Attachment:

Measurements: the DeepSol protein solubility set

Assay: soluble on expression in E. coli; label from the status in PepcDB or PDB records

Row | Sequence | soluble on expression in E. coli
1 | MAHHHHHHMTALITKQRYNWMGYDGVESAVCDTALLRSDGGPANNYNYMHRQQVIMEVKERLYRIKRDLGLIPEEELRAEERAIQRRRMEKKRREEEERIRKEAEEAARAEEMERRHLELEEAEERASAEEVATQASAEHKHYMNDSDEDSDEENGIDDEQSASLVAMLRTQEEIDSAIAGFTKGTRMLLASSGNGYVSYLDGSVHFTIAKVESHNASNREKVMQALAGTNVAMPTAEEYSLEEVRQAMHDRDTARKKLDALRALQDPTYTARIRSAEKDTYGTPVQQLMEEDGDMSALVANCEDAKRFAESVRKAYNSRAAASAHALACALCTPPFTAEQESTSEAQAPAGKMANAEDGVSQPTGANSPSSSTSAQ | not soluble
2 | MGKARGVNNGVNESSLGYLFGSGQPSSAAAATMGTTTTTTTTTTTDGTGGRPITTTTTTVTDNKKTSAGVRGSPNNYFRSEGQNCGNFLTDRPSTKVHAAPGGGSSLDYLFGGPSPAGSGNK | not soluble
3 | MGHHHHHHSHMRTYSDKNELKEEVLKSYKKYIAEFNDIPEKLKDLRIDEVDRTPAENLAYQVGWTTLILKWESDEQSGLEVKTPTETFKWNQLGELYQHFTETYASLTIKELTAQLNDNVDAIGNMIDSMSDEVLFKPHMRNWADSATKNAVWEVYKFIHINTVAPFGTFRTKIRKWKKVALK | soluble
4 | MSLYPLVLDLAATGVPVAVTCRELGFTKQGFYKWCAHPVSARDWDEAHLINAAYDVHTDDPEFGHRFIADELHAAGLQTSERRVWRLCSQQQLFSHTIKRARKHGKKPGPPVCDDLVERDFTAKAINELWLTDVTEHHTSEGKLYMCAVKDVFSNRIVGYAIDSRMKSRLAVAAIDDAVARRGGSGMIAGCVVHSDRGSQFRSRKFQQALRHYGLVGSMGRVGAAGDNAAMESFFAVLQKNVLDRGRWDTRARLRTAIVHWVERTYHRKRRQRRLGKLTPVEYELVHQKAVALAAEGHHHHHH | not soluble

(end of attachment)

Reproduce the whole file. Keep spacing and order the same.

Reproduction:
Measurements: the DeepSol protein solubility set

Assay: soluble on expression in E. coli; label from the status in PepcDB or PDB records

Row | Sequence | soluble on expression in E. coli
1 | MAHHHHHHMTALITKQRYNWMGYDGVESAVCDTALLRSDGGPANNYNYMHRQQVIMEVKERLYRIKRDLGLIPEEELRAEERAIQRRRMEKKRREEEERIRKEAEEAARAEEMERRHLELEEAEERASAEEVATQASAEHKHYMNDSDEDSDEENGIDDEQSASLVAMLRTQEEIDSAIAGFTKGTRMLLASSGNGYVSYLDGSVHFTIAKVESHNASNREKVMQALAGTNVAMPTAEEYSLEEVRQAMHDRDTARKKLDALRALQDPTYTARIRSAEKDTYGTPVQQLMEEDGDMSALVANCEDAKRFAESVRKAYNSRAAASAHALACALCTPPFTAEQESTSEAQAPAGKMANAEDGVSQPTGANSPSSSTSAQ | not soluble
2 | MGKARGVNNGVNESSLGYLFGSGQPSSAAAATMGTTTTTTTTTTTDGTGGRPITTTTTTVTDNKKTSAGVRGSPNNYFRSEGQNCGNFLTDRPSTKVHAAPGGGSSLDYLFGGPSPAGSGNK | not soluble
3 | MGHHHHHHSHMRTYSDKNELKEEVLKSYKKYIAEFNDIPEKLKDLRIDEVDRTPAENLAYQVGWTTLILKWESDEQSGLEVKTPTETFKWNQLGELYQHFTETYASLTIKELTAQLNDNVDAIGNMIDSMSDEVLFKPHMRNWADSATKNAVWEVYKFIHINTVAPFGTFRTKIRKWKKVALK | soluble
4 | MSLYPLVLDLAATGVPVAVTCRELGFTKQGFYKWCAHPVSARDWDEAHLINAAYDVHTDDPEFGHRFIADELHAAGLQTSERRVWRLCSQQQLFSHTIKRARKHGKKPGPPVCDDLVERDFTAKAINELWLTDVTEHHTSEGKLYMCAVKDVFSNRIVGYAIDSRMKSRLAVAAIDDAVARRGGSGMIAGCVVHSDRGSQFRSRKFQQALRHYGLVGSMGRVGAAGDNAAMESFFAVLQKNVLDRGRWDTRARLRTAIVHWVERTYHRKRRQRRLGKLTPVEYELVHQKAVALAAEGHHHHHH | not soluble